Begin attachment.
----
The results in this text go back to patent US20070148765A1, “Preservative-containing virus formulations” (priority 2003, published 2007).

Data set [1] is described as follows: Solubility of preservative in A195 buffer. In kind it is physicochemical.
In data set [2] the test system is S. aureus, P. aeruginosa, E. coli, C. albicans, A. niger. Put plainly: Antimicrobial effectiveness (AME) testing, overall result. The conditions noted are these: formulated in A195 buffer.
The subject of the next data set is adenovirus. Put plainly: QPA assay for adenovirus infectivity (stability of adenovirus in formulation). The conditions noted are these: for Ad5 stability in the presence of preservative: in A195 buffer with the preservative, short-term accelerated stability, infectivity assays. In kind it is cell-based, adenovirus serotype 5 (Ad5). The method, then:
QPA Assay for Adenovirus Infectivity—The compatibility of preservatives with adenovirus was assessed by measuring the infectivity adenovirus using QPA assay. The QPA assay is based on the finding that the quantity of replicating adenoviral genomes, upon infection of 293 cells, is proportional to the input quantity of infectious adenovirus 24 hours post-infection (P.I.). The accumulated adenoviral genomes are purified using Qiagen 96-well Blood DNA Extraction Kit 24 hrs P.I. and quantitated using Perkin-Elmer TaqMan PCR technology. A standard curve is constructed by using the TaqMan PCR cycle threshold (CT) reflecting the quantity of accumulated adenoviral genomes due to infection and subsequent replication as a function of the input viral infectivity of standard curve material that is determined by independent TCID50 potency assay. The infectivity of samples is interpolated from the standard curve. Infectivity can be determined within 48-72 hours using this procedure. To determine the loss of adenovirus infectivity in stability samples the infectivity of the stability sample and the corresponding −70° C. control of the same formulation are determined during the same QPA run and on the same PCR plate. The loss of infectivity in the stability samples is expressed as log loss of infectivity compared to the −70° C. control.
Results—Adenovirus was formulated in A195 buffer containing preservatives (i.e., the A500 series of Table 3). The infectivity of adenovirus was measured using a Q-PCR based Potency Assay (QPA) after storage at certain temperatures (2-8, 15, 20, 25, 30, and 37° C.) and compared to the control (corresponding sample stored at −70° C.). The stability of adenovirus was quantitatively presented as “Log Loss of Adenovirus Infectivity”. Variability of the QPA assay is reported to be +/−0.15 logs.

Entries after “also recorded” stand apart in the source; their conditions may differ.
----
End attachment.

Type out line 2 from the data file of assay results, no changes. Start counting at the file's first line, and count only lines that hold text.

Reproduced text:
Data set [1] is described as follows: Solubility of preservative in A195 buffer. In kind it is physicochemical.